Nice list. Very sound advice for the most part. I would not be digging holes for trees in Fall for Spring planting. Besides sticks, leaves, and stuff getting in there’s always the chance of an animal falling in and getting trapped (unless you cover with plywood or something). Plenty of time to dig in Spring. If you just want to remember where to plant, mark planting spot with a wood stake.

  13. NMon 25 Sep 2009 at 8:22 pm

    Lori’s comment about storing mice in the pantry made me laugh. Picturing tall jars of stacked up mice …
    I managed to get at about half the winter crops I’d planned on planted more or less on time this year, so we should have a few winter crops. CSA will run through mid-December. Still haven’t quite decided to do about next year.
    But some things can be planted as early as January here, since the Pacific Northwest has relatively mild winters, usually.
    Now it’s time to plant shallots, garlic and cover crops, also fruit trees, which over here are actually better when fall planted. Also to clean up the garden, sometime in the next few weeks, although I often don’t until January.
    I preserve like mad all summer long and halfway through the fall; eventually hit the wall sometime in October and simply cannot make myself do any more. I tend to give a lot of gifts of home preserves or baked goods.
    Made elderberry cordial, for flu season, also stocked up on Sambucol, dried elderberries, canned some honey lemon syrup, dried lemon balm and mint for tea, have plenty of dried stinging nettle, bought bottled fresh lemon juice, stocked up on local honey, for tea and sipping honey-lemon mixture if we get sick (for sore throats), stocked up on dried ginger and ginger aid tea. Still need to can some soup, harvest this year’s crop of elderberries, make some throat drops, harvest rose hips …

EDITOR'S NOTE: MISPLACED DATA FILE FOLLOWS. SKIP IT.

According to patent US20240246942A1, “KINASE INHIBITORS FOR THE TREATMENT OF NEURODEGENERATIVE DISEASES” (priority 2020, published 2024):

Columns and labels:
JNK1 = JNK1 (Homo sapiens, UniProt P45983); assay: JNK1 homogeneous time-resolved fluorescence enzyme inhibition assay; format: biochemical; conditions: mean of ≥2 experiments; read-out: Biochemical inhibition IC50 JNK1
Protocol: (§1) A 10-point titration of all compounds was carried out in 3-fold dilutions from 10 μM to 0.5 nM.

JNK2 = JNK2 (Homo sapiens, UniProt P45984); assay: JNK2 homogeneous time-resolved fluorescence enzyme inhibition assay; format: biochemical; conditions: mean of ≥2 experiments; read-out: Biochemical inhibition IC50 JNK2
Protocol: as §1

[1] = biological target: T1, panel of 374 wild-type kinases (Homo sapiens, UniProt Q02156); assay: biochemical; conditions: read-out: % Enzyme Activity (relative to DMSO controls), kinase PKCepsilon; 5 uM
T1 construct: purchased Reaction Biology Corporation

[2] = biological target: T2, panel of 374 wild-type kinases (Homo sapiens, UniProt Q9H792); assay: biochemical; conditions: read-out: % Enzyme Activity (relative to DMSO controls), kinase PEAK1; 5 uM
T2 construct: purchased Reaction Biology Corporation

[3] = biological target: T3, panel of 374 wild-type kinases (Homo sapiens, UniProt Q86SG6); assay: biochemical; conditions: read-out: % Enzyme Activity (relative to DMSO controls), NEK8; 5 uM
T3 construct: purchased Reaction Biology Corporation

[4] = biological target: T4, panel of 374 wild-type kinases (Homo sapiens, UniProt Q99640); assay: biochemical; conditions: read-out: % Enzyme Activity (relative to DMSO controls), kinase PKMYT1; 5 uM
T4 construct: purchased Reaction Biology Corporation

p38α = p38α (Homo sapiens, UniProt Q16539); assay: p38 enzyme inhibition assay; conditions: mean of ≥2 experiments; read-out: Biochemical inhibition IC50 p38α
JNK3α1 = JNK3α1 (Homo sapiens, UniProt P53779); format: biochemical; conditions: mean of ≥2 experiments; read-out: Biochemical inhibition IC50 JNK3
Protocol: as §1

And get around to storing some emergency dog and cat food, in case of unexpected quarantine. They’re the only livestock I need to worry about.
    Since last winter, when we were snowed in for a week and I ran out of dish soap, I’ve made a point of keeping plenty on hand. Also trying not to let us run too low on other essentials; the exercise was a good reminder. But I need to do better on the pet food front. You can punt some, in an emergency, but better if you don’t have to…
    No children in the household, so we tend to be fine for clothes for long periods of time, and can always layer. I do need to pay some attention to the sock and blanket supply every now and then.
    Also need to make some draft dodgers, and get DH to replace the weather strip on the front door, and the molding on the back door.

  14. Chileon 25 Sep 2009 at 9:43 pm

    Yeah, Sharon, we’re just wimpy that way. ;-)

    Let’s see you try to bike in 114 degree temperatures…

  15. Laurie in MNon 25 Sep 2009 at 11:18 pm

    Tegan:
    A suggestion that you *might* want to replace the rice in your draft dodgers with something like sand. Rice will mold if it gets wet. Of course, I don’t know how wet your winter is where you are. :) And I still have to MAKE mine! :D (Recycling some old jeans; picked up the sand last year and never got around to doing it. Booo!)

  16. TLEon 25 Sep 2009 at 11:47 pm

    Hi Lori,

    I’m another southern hemisphere person. If you can scrounge scrap blocks of camphor laurel or cedar, they can repel moths in stored clothes.

  17. Eliseon 26 Sep 2009 at 7:10 am

    Here in northern WV at elevation of 600 feet it does get cold in winter. I’m hearing the long-time residents saying they think it’s going to be a cold winter this year, and if the extraordinarily cool nights we’ve had this spring and summer are any indication, they are probably right.